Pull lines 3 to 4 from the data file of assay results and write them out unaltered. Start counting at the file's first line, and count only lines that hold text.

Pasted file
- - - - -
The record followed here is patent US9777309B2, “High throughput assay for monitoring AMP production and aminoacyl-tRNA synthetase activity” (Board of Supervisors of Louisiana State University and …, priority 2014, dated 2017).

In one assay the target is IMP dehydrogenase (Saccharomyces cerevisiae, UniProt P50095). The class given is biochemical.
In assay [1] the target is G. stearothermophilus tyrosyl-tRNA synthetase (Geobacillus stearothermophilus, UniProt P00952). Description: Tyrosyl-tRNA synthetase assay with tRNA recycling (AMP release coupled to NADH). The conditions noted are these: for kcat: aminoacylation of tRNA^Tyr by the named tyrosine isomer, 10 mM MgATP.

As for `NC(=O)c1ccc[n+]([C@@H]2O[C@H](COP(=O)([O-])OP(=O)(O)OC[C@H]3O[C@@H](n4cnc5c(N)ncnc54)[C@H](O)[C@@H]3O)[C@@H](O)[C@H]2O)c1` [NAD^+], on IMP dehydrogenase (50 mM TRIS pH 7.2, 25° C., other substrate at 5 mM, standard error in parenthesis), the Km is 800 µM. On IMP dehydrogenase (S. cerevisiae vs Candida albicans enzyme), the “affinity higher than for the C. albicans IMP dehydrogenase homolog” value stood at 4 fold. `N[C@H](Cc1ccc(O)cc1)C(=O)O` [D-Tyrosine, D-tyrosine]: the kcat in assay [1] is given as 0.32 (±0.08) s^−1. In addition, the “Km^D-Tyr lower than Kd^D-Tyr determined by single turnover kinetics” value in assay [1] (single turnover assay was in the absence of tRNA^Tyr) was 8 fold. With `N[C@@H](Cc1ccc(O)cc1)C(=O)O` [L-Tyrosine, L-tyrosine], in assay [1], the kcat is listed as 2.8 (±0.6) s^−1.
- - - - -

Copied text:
In assay [1] the target is G. stearothermophilus tyrosyl-tRNA synthetase (Geobacillus stearothermophilus, UniProt P00952). Description: Tyrosyl-tRNA synthetase assay with tRNA recycling (AMP release coupled to NADH). The conditions noted are these: for kcat: aminoacylation of tRNA^Tyr by the named tyrosine isomer, 10 mM MgATP.

As for `NC(=O)c1ccc[n+]([C@@H]2O[C@H](COP(=O)([O-])OP(=O)(O)OC[C@H]3O[C@@H](n4cnc5c(N)ncnc54)[C@H](O)[C@@H]3O)[C@@H](O)[C@H]2O)c1` [NAD^+], on IMP dehydrogenase (50 mM TRIS pH 7.2, 25° C., other substrate at 5 mM, standard error in parenthesis), the Km is 800 µM. On IMP dehydrogenase (S. cerevisiae vs Candida albicans enzyme), the “affinity higher than for the C. albicans IMP dehydrogenase homolog” value stood at 4 fold. `N[C@H](Cc1ccc(O)cc1)C(=O)O` [D-Tyrosine, D-tyrosine]: the kcat in assay [1] is given as 0.32 (±0.08) s^−1. In addition, the “Km^D-Tyr lower than Kd^D-Tyr determined by single turnover kinetics” value in assay [1] (single turnover assay was in the absence of tRNA^Tyr) was 8 fold. With `N[C@@H](Cc1ccc(O)cc1)C(=O)O` [L-Tyrosine, L-tyrosine], in assay [1], the kcat is listed as 2.8 (±0.6) s^−1.